But this constant talk of heinous crimes being committed must also send signals of reaffirmation to what you may call a “sleeper” criminal. This might be a criminal who has a tendency to commit a crime but he is not sure whether he (I’m using he just for brevity, it can be she too) should go ahead with it or not. Then he sees in the news that there are many people indulging in the same act of crime that he would like to indulge in. He feels encouraged. He feels, he’s not the only one who has such dark desires; there are others too. If he is mentally sick, there are other mentally sick people also, so it isn’t as bad as he thought it was.
Such news also fills the minds of dormant criminals with the ideas of committing a heinous crime. Our news headlines are constantly telling these people how the same crime can be committed in different ways.
There might not be some sort of scientific data available to set a correlation between the reporting of such news and the increase in the crime rate, but there is a great chance that the constantly screaming headlines of crimes being committed do motivate criminals.
What should be done?
Crime is going to be reported and there is no escaping from it. People need to be informed. News these days is 24 x 7. They might be as many news channels these days as there are entertainment channels, and who knows, even more.
What these news channels and newspapers can do is, they can accompany these reports with the previous instances of people being nabbed by the police and the courts punishing those people. Even if such instances are not many, they can be repeated, with every new crime. The same old instance of a particular criminal being caught by the police and then punished, can be repeatedly shown with every new, similar crime.
To some extent, this will act as a dampener, like that warning message on cigarette packs or when someone on the screen smokes. Aside from the fact that a criminal may get the idea that since many people are committing a particular crime so he should also commit it, he will also get the message that when people committed such a crime, what happened to them.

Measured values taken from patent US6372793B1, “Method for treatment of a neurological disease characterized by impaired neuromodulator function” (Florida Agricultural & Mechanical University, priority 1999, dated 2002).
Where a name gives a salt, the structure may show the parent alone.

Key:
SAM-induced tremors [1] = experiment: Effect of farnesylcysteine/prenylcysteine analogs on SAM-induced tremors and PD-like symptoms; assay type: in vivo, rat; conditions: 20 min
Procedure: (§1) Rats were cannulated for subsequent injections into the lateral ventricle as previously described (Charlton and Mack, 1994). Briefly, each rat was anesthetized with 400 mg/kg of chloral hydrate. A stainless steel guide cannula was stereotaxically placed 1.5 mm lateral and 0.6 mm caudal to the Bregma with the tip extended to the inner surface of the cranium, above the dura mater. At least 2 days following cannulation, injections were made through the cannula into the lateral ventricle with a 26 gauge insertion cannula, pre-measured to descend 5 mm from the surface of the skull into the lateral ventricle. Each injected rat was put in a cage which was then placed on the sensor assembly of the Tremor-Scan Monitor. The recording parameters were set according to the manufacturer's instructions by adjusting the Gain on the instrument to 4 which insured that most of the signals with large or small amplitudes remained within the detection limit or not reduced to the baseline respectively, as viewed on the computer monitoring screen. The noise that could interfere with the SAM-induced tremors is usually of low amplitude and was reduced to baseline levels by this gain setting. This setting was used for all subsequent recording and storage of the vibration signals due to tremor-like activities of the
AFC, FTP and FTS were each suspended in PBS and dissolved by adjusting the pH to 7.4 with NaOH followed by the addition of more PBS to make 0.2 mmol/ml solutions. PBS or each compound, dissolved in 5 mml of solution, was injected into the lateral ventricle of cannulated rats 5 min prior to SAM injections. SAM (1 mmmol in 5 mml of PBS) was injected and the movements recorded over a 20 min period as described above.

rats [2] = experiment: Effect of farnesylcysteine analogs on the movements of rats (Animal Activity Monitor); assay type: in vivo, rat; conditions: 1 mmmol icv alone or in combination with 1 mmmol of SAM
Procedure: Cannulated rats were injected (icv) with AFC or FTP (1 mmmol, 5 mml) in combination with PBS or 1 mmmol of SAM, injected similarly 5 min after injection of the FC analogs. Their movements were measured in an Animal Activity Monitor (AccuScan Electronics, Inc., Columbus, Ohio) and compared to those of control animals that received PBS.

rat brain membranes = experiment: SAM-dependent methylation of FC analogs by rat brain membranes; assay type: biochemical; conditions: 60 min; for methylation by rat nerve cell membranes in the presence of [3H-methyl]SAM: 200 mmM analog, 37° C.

Additionally, when people are punished for their crimes, this should also become stuff of headlines. Screaming anchors, just the way they talk about the crime, should also talk about the punishment. Seriously, they should also scream and tell people when a criminal is brought to book.
In fact, there should be dedicated programs on how criminals were caught and how it isn’t possible to escape when the law enforcement agencies work efficiently. The biggest stress of such programs should be that people get caught.
Right now, there is a general perception that only a few people get caught after committing crimes, and to a great extent this perception might be correct, but why constantly broadcast it, especially for the benefit of those who are just on the verge of committing a heinous crime?
This perception needs to be change. Whenever a criminal is punished, the news must be broadcast repeatedly. It should be like 20–80 ratio. Just devote 20% of the time to the crime and 80% should go towards covering how the person was caught and then how he was punished. This will create deterrence.
Social scientist and some law experts constantly complain that punishment is not a deterrence. I think the problem is not with the punishment, the problem is with the lack of coverage the punishment gets in the mainstream media.
A crime happens, there is a general pell-mell for a couple of days, and then everybody moves on to the next crime or the next controversy of the day or the week. The follow-up is rarely done unless it is another sort of controversy people can debate about and newspapers can publish about (for example, the Sunanda Pushkar murder case).
When the criminals are caught, when they are brought to book, it is simply mentioned in the passing. It should also become a big news. I’m not talking about Shashi Tharoor being arrested or Salman Khan being arrested because, the news then is less about the crime and the punishment and more about the individuals.
Punishment is as important as the crime and frankly, more important, because it shows us that a functional justice system exists, that there is a cause and effect. All prospective criminals must get a strong message that when they commit a crime, there is a great possibility that they will be caught. It is the responsibility of the news media to relay this strong message.